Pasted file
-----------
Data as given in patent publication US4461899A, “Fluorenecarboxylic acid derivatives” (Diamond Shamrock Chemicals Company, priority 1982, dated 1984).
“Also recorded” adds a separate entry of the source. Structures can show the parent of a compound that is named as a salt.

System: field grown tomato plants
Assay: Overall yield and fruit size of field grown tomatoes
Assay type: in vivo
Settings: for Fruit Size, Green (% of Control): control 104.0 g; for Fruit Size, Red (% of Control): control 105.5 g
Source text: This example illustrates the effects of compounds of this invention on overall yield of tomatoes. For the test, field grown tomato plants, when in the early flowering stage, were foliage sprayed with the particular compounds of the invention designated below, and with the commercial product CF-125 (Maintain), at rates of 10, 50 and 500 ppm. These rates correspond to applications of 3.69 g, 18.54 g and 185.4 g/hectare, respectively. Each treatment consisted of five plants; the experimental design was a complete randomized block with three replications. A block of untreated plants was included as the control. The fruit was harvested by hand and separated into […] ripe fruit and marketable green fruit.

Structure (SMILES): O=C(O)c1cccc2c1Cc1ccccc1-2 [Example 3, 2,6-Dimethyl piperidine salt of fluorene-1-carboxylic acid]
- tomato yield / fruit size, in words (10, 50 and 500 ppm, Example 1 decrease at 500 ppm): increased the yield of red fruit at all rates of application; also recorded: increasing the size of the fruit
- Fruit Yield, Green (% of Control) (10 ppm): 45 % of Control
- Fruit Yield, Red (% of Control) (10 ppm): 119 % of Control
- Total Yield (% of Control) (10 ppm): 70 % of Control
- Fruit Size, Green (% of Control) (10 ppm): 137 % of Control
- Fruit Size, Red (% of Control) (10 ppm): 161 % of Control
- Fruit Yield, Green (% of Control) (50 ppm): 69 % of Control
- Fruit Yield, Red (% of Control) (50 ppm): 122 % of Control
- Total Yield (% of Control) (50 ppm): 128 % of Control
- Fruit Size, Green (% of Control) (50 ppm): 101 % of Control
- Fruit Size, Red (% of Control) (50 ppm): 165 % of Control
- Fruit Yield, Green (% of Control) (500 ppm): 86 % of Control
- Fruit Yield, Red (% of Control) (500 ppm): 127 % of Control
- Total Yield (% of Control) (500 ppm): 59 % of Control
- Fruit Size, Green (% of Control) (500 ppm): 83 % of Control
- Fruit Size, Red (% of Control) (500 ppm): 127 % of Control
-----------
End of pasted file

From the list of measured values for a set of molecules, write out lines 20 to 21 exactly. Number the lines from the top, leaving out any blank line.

- Fruit Yield, Green (% of Control) (500 ppm): 86 % of Control
- Fruit Yield, Red (% of Control) (500 ppm): 127 % of Control